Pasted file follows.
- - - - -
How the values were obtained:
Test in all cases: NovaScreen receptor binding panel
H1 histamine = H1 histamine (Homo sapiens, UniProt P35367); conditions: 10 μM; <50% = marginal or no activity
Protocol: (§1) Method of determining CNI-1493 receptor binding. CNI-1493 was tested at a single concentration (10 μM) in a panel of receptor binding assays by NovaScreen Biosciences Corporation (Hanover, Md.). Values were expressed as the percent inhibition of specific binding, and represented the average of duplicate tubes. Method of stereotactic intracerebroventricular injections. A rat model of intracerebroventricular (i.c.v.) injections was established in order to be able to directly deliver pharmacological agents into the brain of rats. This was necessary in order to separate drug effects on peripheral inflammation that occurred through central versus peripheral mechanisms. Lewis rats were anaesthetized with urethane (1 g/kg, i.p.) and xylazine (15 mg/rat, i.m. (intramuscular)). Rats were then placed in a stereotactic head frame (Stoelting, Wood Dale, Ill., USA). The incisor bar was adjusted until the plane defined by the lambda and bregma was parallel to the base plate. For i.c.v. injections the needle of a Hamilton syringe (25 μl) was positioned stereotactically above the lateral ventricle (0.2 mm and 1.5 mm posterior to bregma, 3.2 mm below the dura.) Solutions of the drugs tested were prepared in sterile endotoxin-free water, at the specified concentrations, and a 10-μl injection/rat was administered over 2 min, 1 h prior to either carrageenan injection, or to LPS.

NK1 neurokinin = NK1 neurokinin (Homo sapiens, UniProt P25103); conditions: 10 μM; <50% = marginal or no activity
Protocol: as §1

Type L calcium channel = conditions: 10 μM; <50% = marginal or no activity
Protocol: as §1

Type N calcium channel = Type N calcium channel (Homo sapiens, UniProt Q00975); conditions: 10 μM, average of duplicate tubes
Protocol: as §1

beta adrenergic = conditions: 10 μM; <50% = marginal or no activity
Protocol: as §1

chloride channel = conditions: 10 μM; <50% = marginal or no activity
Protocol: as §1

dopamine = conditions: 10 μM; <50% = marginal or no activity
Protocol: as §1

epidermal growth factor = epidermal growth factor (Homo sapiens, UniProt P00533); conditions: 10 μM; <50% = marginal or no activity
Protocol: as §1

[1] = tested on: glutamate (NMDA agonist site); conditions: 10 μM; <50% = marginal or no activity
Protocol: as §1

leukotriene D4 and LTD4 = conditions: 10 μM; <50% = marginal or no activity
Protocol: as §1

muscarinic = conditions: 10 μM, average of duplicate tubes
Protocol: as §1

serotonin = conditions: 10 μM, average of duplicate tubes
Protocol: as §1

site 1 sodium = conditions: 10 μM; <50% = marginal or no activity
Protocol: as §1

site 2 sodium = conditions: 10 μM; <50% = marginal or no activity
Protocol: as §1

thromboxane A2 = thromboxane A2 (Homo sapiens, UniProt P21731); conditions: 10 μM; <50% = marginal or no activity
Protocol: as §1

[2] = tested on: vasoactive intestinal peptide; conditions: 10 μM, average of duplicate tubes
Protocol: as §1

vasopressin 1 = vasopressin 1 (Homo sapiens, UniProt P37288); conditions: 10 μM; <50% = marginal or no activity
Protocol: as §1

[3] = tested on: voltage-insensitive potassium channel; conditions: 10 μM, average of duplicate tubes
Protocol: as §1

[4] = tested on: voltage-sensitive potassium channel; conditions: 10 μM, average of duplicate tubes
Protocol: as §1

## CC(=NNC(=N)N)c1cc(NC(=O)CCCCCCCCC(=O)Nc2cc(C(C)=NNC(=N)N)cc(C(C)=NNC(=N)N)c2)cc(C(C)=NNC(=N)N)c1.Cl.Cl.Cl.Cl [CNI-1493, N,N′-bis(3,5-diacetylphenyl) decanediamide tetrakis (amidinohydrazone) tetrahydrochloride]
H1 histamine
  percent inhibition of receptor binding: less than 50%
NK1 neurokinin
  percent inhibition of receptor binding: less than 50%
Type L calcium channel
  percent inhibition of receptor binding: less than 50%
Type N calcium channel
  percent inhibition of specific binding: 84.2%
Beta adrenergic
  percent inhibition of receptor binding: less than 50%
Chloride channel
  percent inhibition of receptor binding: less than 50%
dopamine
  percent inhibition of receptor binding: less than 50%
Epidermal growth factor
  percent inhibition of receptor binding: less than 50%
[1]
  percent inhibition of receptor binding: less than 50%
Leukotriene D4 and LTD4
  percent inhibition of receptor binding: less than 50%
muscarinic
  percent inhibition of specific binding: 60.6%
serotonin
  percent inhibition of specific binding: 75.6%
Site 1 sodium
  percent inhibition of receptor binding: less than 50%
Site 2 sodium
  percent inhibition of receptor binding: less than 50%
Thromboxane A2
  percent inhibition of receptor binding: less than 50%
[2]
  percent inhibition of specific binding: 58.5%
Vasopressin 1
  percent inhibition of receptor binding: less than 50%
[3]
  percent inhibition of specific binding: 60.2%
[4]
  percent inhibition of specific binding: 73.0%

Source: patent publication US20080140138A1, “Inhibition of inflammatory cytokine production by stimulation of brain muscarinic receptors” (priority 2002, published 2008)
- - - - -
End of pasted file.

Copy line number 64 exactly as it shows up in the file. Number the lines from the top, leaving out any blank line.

serotonin